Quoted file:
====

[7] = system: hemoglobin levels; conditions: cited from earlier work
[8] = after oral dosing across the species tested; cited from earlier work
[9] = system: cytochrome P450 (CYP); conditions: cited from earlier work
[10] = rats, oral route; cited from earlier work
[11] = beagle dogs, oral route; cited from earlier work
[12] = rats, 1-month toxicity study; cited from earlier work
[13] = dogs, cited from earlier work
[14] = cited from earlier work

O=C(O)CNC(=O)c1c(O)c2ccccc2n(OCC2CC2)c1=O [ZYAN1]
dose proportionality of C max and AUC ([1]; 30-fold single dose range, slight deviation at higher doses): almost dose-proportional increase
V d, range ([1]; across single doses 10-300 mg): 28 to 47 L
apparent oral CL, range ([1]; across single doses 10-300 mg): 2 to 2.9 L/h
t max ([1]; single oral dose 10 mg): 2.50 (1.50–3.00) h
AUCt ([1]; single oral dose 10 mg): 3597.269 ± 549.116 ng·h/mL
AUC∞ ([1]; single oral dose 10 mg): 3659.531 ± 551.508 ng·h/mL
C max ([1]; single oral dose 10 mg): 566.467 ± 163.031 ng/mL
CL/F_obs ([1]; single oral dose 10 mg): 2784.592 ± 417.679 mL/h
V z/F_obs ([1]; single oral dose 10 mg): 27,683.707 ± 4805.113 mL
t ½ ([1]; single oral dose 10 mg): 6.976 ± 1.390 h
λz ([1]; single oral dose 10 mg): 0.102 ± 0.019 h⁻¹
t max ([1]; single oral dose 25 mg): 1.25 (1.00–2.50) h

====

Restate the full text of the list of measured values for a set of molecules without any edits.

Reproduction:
[7] = system: hemoglobin levels; conditions: cited from earlier work
[8] = after oral dosing across the species tested; cited from earlier work
[9] = system: cytochrome P450 (CYP); conditions: cited from earlier work
[10] = rats, oral route; cited from earlier work
[11] = beagle dogs, oral route; cited from earlier work
[12] = rats, 1-month toxicity study; cited from earlier work
[13] = dogs, cited from earlier work
[14] = cited from earlier work

O=C(O)CNC(=O)c1c(O)c2ccccc2n(OCC2CC2)c1=O [ZYAN1]
dose proportionality of C max and AUC ([1]; 30-fold single dose range, slight deviation at higher doses): almost dose-proportional increase
V d, range ([1]; across single doses 10-300 mg): 28 to 47 L
apparent oral CL, range ([1]; across single doses 10-300 mg): 2 to 2.9 L/h
t max ([1]; single oral dose 10 mg): 2.50 (1.50–3.00) h
AUCt ([1]; single oral dose 10 mg): 3597.269 ± 549.116 ng·h/mL
AUC∞ ([1]; single oral dose 10 mg): 3659.531 ± 551.508 ng·h/mL
C max ([1]; single oral dose 10 mg): 566.467 ± 163.031 ng/mL
CL/F_obs ([1]; single oral dose 10 mg): 2784.592 ± 417.679 mL/h
V z/F_obs ([1]; single oral dose 10 mg): 27,683.707 ± 4805.113 mL
t ½ ([1]; single oral dose 10 mg): 6.976 ± 1.390 h
λz ([1]; single oral dose 10 mg): 0.102 ± 0.019 h⁻¹
t max ([1]; single oral dose 25 mg): 1.25 (1.00–2.50) h